Tap, tap… tap, tap, tap….tap, tap, tap, tap….tap, tap…tap,” goes the typewriter in the pitch black darkness. The voice of a man spills from the speakers surrounding the theatre, “Be a good girl, Sophie.” She taps harder. “Be a good girl.” This is how we’re exposed to the life of writer, feminist, playwright and advocate of women’s independence and sexual equality; Sophie Treadwell. Unfortunately, Treadwell’s accomplishments look great on paper, but hardly translate effectively on the stage in this one-woman play. Treadwell is a writer, a tortured, talented writer whose mental illness is not really explored or explained in great detail. I simply guessed that it was schizophrenia as Sophie, played by Melissa Flaim, kept referring to her writing as a way to “ward off the voices” and control “noisy self-doubt.” Allyson Currin’s play seems to be one for the modern-day woman struggling to maintain a sense of worthiness in a world controlled by men.
I wanted to care about Treadwell’s dilemmas: her troubled childhood, her struggle through the college years, her quest to be a great female reporter, her marriage to an older man, her affairs, simply because I’m a writer, too. But, I did not care at all. Treadwell bored me to small, crumbling pieces. The trouble with this play begins with the way the story of Sophie’s life unfolds. I was lost. Why was she so affected by her past? Did she really want to be a reporter or was she more comfortable as a playwright? Did she really love her husband or did she get married for comfort? The bits of her life are not quite added up by the conclusion of the play. Flaim’s screams and outbursts were the same for every single disappointment in Sophie’s tale. How many times can one drop to their knees in anguish before it becomes redundant? Sophie’s encounter with life was a collection of sordid details spread across a torturous 75 minutes.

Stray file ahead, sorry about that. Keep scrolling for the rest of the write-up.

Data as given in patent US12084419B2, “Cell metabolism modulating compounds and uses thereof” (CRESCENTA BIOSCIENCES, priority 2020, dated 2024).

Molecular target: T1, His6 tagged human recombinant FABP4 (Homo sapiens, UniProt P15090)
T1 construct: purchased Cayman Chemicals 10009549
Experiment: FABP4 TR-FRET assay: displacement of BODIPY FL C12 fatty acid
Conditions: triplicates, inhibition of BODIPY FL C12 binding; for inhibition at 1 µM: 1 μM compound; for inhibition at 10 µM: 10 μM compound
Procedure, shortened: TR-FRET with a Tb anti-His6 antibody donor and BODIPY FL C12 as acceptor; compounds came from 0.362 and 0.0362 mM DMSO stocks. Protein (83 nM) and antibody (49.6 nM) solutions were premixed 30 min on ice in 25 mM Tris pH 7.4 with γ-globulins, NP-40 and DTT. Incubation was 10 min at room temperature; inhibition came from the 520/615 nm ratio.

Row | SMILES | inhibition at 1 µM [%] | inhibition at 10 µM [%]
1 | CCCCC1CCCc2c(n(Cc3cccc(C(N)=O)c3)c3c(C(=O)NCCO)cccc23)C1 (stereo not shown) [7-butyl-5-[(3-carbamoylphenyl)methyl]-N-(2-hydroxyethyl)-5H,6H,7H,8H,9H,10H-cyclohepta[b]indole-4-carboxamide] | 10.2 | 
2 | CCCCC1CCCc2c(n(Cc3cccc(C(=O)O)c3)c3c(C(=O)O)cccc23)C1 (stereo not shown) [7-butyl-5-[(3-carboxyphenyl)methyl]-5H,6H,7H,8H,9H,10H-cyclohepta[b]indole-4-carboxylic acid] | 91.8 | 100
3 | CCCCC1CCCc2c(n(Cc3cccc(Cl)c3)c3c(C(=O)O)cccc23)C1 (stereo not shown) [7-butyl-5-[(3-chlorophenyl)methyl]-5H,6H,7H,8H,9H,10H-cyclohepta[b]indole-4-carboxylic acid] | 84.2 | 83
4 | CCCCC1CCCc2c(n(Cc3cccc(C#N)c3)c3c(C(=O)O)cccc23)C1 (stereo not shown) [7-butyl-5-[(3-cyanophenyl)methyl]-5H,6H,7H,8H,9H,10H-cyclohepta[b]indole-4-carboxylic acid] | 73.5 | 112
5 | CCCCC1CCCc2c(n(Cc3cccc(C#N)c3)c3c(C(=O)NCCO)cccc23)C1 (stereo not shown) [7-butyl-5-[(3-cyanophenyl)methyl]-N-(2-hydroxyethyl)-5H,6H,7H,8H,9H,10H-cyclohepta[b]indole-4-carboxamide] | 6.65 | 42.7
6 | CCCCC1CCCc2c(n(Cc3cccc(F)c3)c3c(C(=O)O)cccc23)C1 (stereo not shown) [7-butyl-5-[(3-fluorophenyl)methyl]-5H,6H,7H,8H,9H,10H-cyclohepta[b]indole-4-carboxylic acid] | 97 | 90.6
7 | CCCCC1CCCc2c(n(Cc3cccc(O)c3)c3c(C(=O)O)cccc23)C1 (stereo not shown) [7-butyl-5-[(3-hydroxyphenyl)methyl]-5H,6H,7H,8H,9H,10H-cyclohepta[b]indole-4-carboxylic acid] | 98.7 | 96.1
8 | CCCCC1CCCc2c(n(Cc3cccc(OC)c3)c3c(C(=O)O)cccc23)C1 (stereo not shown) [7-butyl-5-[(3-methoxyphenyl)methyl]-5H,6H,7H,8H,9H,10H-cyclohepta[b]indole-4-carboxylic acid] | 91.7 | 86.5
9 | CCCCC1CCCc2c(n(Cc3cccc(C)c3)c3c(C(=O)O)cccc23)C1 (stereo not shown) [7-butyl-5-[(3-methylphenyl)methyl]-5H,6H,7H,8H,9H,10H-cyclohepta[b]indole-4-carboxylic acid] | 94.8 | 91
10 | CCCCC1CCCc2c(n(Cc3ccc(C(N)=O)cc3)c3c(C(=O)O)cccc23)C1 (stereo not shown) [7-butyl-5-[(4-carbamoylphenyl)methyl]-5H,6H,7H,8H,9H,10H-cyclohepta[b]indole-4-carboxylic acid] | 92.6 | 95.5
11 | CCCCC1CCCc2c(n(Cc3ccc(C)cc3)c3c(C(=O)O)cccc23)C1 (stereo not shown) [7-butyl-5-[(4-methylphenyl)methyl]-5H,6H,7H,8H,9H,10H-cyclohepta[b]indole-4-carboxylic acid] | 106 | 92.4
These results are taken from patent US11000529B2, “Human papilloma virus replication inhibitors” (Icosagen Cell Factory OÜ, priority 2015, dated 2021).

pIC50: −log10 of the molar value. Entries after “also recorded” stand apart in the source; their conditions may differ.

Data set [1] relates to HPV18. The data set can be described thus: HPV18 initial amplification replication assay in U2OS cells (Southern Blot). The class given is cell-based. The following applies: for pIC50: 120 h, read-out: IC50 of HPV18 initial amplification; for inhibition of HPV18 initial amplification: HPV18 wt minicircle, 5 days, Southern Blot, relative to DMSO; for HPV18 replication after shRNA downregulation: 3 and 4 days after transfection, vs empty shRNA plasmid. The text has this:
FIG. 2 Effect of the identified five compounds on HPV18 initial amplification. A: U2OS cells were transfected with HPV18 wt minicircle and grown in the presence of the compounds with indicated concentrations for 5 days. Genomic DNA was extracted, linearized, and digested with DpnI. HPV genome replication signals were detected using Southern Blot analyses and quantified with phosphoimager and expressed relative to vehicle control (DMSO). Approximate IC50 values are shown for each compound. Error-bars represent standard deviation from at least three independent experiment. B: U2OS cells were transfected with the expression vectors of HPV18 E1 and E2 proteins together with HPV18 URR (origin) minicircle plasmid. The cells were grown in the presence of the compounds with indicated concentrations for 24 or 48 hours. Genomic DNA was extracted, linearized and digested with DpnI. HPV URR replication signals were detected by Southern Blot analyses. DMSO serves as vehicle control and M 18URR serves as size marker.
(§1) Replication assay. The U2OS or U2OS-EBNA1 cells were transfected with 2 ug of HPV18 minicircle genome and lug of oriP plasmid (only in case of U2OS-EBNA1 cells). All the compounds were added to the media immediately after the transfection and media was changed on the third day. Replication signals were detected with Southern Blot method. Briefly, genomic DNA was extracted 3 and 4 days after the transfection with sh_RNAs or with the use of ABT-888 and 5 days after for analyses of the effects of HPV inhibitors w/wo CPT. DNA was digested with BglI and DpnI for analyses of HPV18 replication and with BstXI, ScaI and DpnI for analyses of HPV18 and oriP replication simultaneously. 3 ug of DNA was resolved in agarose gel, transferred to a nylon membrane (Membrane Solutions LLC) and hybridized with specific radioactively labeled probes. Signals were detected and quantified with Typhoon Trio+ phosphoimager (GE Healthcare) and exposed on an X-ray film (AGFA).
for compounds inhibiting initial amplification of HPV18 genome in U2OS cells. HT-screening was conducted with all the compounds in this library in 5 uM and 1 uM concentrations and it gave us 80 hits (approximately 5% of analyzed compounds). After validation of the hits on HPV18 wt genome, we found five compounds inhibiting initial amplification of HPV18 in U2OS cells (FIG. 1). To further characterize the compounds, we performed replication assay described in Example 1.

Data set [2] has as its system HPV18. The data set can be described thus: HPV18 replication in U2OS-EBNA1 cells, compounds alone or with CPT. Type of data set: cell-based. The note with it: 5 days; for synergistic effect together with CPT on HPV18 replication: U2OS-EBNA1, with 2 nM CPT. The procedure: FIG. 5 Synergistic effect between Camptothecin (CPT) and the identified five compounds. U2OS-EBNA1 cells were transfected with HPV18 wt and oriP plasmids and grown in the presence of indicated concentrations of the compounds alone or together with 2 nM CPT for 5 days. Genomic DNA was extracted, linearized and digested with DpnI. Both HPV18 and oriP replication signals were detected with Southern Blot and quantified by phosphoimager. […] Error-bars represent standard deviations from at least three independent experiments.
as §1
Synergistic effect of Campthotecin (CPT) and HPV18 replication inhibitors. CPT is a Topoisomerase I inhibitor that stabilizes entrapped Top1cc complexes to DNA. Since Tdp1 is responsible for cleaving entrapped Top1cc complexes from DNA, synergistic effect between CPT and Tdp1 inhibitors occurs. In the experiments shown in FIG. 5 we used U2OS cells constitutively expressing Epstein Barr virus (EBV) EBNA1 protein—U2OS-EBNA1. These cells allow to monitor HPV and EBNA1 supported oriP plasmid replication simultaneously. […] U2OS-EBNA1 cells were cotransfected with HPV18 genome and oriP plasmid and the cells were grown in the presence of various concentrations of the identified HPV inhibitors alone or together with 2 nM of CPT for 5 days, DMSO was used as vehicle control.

The set and sound effects helps one to endure such a feeble attempt at portraying the turbulent life of a feminist. Three distinct pieces of furniture: a writer’s desk, a storage trunk, and two suitcases are spread across the stage. Each time Sophie recounts her childhood, years of college or stories she was eager to break as a reporter, she strides over to a furniture piece, sits or stands or leans against one of them as she remembers echoes of greatness in her life and scores of sadness as well. The voices of Sophie’s father, mother, grandmother, editor, husband, and those she interviewed as a reporter escape from the mid-sized speakers and offers a small relief from this tedious presentation. I actually chuckled when her soon-to-be husband’s voice echoed with glee when he first meets her – and even leaned in closer when her mother wailed tears of grief as her father left the house for the final time. But it was not enough to save this play. There are scores of other productions and performances to catch during the Fringe Festival.
Treadwell: God’s Little Lies information and tickets.